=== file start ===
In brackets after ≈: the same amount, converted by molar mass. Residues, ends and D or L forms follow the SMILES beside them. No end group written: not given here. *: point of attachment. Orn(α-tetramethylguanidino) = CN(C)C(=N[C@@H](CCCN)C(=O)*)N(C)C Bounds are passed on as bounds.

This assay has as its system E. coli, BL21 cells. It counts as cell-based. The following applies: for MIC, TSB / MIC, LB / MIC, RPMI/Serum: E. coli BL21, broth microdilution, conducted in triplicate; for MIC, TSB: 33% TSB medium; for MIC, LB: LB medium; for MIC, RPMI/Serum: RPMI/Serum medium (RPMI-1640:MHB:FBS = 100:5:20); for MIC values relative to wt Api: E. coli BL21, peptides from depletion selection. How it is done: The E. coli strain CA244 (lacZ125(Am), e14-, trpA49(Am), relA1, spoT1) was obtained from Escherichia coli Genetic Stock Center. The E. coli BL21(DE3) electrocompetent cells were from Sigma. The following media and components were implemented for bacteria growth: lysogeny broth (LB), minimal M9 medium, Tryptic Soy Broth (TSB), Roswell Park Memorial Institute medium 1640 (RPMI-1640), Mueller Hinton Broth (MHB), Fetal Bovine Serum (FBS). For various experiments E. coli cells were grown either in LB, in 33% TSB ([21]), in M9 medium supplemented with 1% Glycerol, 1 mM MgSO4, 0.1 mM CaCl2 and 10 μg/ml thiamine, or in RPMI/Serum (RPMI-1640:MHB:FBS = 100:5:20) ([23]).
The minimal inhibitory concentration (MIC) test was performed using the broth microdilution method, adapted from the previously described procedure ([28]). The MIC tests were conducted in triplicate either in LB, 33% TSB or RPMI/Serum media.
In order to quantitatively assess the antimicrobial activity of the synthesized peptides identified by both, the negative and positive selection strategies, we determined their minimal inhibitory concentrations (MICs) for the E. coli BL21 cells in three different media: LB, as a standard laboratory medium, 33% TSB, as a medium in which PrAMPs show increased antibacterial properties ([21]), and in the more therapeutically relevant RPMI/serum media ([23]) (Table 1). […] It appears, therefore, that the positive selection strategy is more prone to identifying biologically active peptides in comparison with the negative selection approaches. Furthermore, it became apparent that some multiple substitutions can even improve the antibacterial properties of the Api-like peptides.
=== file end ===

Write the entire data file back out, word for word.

In brackets after ≈: the same amount, converted by molar mass. Residues, ends and D or L forms follow the SMILES beside them. No end group written: not given here. *: point of attachment. Orn(α-tetramethylguanidino) = CN(C)C(=N[C@@H](CCCN)C(=O)*)N(C)C Bounds are passed on as bounds.

This assay has as its system E. coli, BL21 cells. It counts as cell-based. The following applies: for MIC, TSB / MIC, LB / MIC, RPMI/Serum: E. coli BL21, broth microdilution, conducted in triplicate; for MIC, TSB: 33% TSB medium; for MIC, LB: LB medium; for MIC, RPMI/Serum: RPMI/Serum medium (RPMI-1640:MHB:FBS = 100:5:20); for MIC values relative to wt Api: E. coli BL21, peptides from depletion selection. How it is done: The E. coli strain CA244 (lacZ125(Am), e14-, trpA49(Am), relA1, spoT1) was obtained from Escherichia coli Genetic Stock Center. The E. coli BL21(DE3) electrocompetent cells were from Sigma. The following media and components were implemented for bacteria growth: lysogeny broth (LB), minimal M9 medium, Tryptic Soy Broth (TSB), Roswell Park Memorial Institute medium 1640 (RPMI-1640), Mueller Hinton Broth (MHB), Fetal Bovine Serum (FBS). For various experiments E. coli cells were grown either in LB, in 33% TSB ([21]), in M9 medium supplemented with 1% Glycerol, 1 mM MgSO4, 0.1 mM CaCl2 and 10 μg/ml thiamine, or in RPMI/Serum (RPMI-1640:MHB:FBS = 100:5:20) ([23]).
The minimal inhibitory concentration (MIC) test was performed using the broth microdilution method, adapted from the previously described procedure ([28]). The MIC tests were conducted in triplicate either in LB, 33% TSB or RPMI/Serum media.
In order to quantitatively assess the antimicrobial activity of the synthesized peptides identified by both, the negative and positive selection strategies, we determined their minimal inhibitory concentrations (MICs) for the E. coli BL21 cells in three different media: LB, as a standard laboratory medium, 33% TSB, as a medium in which PrAMPs show increased antibacterial properties ([21]), and in the more therapeutically relevant RPMI/serum media ([23]) (Table 1). […] It appears, therefore, that the positive selection strategy is more prone to identifying biologically active peptides in comparison with the negative selection approaches. Furthermore, it became apparent that some multiple substitutions can even improve the antibacterial properties of the Api-like peptides.